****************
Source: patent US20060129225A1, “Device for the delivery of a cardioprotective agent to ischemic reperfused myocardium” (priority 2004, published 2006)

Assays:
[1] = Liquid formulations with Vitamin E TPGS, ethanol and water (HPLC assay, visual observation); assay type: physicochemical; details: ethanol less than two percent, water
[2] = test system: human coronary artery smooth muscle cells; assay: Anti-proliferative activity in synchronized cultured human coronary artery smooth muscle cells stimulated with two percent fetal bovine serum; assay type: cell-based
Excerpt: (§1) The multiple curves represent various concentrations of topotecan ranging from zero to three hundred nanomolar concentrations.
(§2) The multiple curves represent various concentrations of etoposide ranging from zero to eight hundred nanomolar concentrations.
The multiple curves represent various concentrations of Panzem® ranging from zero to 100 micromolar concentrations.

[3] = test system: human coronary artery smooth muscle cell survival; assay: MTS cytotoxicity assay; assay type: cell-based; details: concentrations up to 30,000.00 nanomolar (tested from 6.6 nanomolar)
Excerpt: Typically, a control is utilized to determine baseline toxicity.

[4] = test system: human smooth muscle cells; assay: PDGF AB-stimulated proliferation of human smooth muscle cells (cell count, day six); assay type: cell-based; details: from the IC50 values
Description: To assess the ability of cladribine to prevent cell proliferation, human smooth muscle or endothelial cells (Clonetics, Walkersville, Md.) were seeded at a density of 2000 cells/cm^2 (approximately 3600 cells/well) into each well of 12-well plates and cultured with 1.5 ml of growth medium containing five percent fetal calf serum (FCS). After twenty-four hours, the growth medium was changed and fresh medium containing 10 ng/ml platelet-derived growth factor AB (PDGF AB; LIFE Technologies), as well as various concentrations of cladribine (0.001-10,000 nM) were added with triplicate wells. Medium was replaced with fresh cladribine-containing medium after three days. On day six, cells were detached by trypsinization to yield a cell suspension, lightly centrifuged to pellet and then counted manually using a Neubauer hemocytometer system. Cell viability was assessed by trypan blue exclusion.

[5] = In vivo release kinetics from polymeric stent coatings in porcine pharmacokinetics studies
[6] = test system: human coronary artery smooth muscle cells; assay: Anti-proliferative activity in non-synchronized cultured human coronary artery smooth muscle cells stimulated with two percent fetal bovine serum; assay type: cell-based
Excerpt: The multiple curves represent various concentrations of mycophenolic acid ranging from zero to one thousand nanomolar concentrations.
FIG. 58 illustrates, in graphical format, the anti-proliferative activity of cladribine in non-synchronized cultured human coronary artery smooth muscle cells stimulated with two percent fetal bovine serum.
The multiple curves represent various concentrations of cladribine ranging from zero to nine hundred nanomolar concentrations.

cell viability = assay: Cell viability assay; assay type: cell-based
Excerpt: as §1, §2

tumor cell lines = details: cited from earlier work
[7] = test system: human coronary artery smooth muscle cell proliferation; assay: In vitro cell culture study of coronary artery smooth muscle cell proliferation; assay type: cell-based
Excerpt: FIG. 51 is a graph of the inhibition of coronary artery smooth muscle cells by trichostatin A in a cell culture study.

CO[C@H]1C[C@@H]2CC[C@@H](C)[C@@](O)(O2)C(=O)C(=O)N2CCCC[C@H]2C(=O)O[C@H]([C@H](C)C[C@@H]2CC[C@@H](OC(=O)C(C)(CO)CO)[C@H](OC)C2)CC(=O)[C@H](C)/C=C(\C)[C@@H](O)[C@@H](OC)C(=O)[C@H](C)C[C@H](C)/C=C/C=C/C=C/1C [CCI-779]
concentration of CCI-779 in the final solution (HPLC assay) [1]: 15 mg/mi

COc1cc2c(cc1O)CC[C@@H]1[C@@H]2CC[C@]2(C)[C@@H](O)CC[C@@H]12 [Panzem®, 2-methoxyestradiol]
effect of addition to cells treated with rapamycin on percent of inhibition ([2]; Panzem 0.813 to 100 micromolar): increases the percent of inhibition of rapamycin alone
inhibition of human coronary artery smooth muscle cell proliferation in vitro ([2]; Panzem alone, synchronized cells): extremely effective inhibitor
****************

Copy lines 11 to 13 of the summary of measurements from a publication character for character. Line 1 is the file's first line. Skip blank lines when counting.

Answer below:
Description: To assess the ability of cladribine to prevent cell proliferation, human smooth muscle or endothelial cells (Clonetics, Walkersville, Md.) were seeded at a density of 2000 cells/cm^2 (approximately 3600 cells/well) into each well of 12-well plates and cultured with 1.5 ml of growth medium containing five percent fetal calf serum (FCS). After twenty-four hours, the growth medium was changed and fresh medium containing 10 ng/ml platelet-derived growth factor AB (PDGF AB; LIFE Technologies), as well as various concentrations of cladribine (0.001-10,000 nM) were added with triplicate wells. Medium was replaced with fresh cladribine-containing medium after three days. On day six, cells were detached by trypsinization to yield a cell suspension, lightly centrifuged to pellet and then counted manually using a Neubauer hemocytometer system. Cell viability was assessed by trypan blue exclusion.

[5] = In vivo release kinetics from polymeric stent coatings in porcine pharmacokinetics studies
[6] = test system: human coronary artery smooth muscle cells; assay: Anti-proliferative activity in non-synchronized cultured human coronary artery smooth muscle cells stimulated with two percent fetal bovine serum; assay type: cell-based